At first I thought it was something to do with no photos in the port area, there was a sign saying argentine naval prefecture or something like that so thought it must be something military. When my guides translated it as, your friend will not make it through this area alive, not with those trainers, we decided to get the bus to Puerto Madero.
On the bus through what can only truly be described as a slum it was obvious that our maps didnt tell the whole story, from tourist traps of Caminito to 3rd world in less than 300 yards. It was that stark.
Dont get me wrong when you live in that type of poverty and I remember similar stuff growing up, you really cant blame people for taking the only routes open to them. It is good to sit in an ivory tower and say I wouldnt do this or I wouldnt do that, you never know what you will do until you are in that situation. If your family havent eaten for 3 days and some dumbass tourist walks past with something that will feed your family for a month, then dont say what you would do in that situation until you are actually there.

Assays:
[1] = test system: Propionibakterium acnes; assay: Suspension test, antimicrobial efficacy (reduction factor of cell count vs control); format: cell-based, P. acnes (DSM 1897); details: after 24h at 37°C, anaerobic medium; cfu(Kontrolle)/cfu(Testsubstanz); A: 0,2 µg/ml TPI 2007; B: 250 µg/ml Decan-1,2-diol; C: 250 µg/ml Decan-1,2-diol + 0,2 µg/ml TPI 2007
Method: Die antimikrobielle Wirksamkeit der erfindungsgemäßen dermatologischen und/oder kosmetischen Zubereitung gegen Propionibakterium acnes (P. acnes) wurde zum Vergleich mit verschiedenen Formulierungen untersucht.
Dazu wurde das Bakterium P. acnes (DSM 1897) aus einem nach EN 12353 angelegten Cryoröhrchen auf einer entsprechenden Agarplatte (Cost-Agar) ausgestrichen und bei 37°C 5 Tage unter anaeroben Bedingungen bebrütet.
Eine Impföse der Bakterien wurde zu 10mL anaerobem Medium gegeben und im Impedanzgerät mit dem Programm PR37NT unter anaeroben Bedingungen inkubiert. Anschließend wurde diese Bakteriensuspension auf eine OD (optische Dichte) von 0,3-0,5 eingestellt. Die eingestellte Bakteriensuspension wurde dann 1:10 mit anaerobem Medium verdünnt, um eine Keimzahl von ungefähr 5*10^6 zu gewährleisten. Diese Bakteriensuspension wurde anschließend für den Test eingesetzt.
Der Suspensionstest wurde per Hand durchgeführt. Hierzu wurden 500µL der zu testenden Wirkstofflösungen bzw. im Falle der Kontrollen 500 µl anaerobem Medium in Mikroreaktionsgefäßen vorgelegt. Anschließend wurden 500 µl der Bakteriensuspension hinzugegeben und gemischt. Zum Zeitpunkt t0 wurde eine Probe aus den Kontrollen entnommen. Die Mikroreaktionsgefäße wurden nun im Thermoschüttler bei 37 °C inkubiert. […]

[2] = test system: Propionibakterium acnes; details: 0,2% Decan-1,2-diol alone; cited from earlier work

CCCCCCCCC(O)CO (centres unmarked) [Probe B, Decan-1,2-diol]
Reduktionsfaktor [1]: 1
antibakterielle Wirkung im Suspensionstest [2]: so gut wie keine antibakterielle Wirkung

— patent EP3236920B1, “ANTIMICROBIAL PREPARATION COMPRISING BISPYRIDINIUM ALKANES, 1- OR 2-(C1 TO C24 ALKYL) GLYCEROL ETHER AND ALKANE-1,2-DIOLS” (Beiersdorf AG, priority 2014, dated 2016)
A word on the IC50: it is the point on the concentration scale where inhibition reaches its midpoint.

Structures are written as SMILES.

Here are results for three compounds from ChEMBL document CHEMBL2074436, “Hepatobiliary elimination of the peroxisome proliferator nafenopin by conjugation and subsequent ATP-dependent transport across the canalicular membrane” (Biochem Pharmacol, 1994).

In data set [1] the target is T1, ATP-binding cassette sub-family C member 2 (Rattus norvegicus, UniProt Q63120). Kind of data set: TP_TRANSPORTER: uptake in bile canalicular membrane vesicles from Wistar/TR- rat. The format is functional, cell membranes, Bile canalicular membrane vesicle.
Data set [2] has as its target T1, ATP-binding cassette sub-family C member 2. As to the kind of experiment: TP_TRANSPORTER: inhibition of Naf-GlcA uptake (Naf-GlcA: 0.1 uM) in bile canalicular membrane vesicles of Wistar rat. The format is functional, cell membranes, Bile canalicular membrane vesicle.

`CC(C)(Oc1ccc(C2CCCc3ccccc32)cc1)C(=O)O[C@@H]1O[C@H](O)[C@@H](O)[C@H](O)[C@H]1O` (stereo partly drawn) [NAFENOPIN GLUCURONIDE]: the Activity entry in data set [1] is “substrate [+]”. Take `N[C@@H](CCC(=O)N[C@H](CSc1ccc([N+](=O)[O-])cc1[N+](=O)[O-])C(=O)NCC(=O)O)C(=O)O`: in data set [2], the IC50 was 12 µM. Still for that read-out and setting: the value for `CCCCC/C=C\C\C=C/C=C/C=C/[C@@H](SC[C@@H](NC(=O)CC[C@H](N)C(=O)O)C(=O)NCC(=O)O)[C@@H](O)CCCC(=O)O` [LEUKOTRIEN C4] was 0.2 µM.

As the saying goes, ‘Before you criticize someone, you should walk a mile in their shoes’, which reminds me I better put both pairs of Nikes back in the bag and buy something local.
As we got off the bus at Puerto Madero there was the sight of two cops in a wee hut which now I come to recognise as the boundaries of safe areas. We stay in a relatively safe area, the shops dont have grills on the windows and at busy times theres an armed cop every 100 metres or so. In the other areas they seem to be just left to get on with it.
Puerto Madero is a testament to new money, like a lot of other previously neglected cities it is full of gleaming new buildings, lovely walkways by the water, new bridges, cafes, expensive shops, a nice place to be. For me though I could be any modern city. The Santiago Calatrava bridge has its double in Dublin and to be honest it reminded me a lot of the regeneration of Dublins docks. The layouts were similar, right up to the masted ship sitting next to the Calatrava bridge. Maybe he thought no-one would find out.